In its lawsuit against Crater and Nevada-based My Big Coin Pay Inc, the CFTC says the defendants misappropriated $6 million from 28 customers they lured by naming their virtual currency to sound like bitcoin and further claiming it was backed by gold.

Lawyers for Crater contend, however, that My Big Coin is not a “commodity” under the Commodity Exchange Act because it is neither a tangible good nor a service on which future contracts are being traded.

The CFTC notes that in March, a federal judge in a different case, U.S. District Judge Jack Weinstein in Brooklyn, ruled for the first time that virtual currencies can be regulated by the agency as a commodity.

But Crater’s attorneys counter that ruling involved bitcoin, for which futures are traded.

Neal Kumar, a lawyer at the law firm Willkie Farr & Gallagher, said Crater may still lose because the Commodity Exchange Act defines services as commodities not just when they currently have futures contracts associated with them but in the future could.

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Australians Can Pay Utility Bills With Bitcoin (BTC)

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Bitcoin (BTC)–In terms of adoption for cryptocurrency, being able to pay for real world goods and services with the digital currency has long been viewed as the gold standard. The bear market of 2018 has led to a shift in focus away from the fundamentals of crypto and the usability of blockchain transactions in favor of wild price speculation. However, an Australian-based partnership is attempting to provide a solution for customers looking to pay their utility bills with cryptocurrency.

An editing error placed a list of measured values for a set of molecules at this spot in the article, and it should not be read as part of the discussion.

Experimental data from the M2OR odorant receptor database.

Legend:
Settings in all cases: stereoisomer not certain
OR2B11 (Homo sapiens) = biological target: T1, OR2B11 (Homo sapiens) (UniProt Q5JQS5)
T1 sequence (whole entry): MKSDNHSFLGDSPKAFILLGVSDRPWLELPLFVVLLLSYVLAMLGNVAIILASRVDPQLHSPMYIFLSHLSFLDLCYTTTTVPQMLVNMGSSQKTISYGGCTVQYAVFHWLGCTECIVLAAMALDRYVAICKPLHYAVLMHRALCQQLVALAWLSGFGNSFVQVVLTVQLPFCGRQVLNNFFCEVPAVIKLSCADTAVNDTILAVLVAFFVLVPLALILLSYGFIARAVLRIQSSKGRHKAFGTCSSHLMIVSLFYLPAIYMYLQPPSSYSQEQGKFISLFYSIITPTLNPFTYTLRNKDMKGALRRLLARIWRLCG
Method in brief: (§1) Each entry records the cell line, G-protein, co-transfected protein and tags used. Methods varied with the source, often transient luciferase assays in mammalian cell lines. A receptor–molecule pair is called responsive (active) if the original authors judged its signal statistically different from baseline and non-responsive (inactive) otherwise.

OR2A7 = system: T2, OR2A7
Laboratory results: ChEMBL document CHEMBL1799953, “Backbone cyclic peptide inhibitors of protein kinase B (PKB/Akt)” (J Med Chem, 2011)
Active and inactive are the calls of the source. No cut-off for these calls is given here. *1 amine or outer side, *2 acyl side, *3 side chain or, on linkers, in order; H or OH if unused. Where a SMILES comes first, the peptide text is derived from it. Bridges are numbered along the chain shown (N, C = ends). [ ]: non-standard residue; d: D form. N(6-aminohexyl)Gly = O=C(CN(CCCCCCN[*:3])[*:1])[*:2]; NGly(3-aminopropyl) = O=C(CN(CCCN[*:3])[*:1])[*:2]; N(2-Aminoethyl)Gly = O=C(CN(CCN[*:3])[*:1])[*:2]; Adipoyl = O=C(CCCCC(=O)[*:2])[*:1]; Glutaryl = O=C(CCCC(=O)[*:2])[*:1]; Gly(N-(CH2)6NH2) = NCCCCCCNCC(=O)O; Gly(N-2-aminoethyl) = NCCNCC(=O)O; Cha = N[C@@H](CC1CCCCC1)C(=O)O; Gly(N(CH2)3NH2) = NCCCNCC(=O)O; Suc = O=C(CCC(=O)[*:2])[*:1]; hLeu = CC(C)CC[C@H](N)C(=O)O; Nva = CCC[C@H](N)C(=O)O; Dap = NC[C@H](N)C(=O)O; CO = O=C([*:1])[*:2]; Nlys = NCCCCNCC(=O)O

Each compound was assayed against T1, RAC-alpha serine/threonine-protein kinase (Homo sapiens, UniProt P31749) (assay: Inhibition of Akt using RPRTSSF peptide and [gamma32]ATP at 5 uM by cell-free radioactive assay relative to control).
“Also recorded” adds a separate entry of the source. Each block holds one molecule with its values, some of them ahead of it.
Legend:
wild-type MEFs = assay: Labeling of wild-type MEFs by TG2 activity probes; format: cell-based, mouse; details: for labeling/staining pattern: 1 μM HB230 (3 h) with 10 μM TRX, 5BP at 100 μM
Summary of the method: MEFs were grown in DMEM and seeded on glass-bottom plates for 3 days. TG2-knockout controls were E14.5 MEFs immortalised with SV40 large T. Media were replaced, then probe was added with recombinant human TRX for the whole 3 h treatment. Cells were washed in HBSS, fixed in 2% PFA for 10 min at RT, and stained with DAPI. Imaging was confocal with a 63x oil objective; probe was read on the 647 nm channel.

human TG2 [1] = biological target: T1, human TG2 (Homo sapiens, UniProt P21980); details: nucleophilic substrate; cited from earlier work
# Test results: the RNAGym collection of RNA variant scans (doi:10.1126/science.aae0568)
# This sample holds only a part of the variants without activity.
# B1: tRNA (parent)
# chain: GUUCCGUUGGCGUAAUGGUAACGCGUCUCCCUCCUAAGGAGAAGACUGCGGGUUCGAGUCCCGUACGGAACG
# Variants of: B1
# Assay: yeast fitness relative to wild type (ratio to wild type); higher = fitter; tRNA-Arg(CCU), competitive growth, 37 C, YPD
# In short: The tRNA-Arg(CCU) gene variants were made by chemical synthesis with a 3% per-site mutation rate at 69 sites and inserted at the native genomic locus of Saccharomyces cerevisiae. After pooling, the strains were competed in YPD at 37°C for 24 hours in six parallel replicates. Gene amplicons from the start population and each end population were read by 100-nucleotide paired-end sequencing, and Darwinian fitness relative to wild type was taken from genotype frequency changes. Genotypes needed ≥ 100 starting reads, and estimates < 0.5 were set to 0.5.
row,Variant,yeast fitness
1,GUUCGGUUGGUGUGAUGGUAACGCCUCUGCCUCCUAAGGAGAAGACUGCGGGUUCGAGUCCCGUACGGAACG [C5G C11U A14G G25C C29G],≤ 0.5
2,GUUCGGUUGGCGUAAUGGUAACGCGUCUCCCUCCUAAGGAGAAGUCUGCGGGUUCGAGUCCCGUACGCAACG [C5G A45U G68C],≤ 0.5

Cryptocurrency exchange Cointree announced a joint-venture with billing platform Gobbill to give Australian customers the opportunity to pay their utility bills with cryptocurrency. The goal of the union is to provide a solution for automated billing via crypto, with Gobbill functioning as the intermediary in the exchange, taking user funds in crypto and making the payment in fiat.

Using the Cointree wallet, users of the cryptocurrency exchange will be able to convert stored coins automatically into utility bill payments, giving customers the opportunity to pay in BTC, XRP, and nearly 40 other currencies. While Australian utility companies will not be accepting crypto directly for payment (the exchange involves a conversion to fiat), it does represent a way for Australian crypto users to get around having to cash out of their denomination on exchanges to free up funds for utility payment. The service is being aimed at small businesses and average investors, with the co-founder and CEO of Gobbill, Shendon Ewans, expounding upon the planned form of payment,

“We anticipate a surge in the number of customers who would like to pay their bills in crypto in the coming years. Our partnership with Cointree will cater to this market and ensure Gobbill continues to remain ahead of the curve when it comes to allowing our users to pay their bills automatically, while knowing they’re protected from fraud and scams.”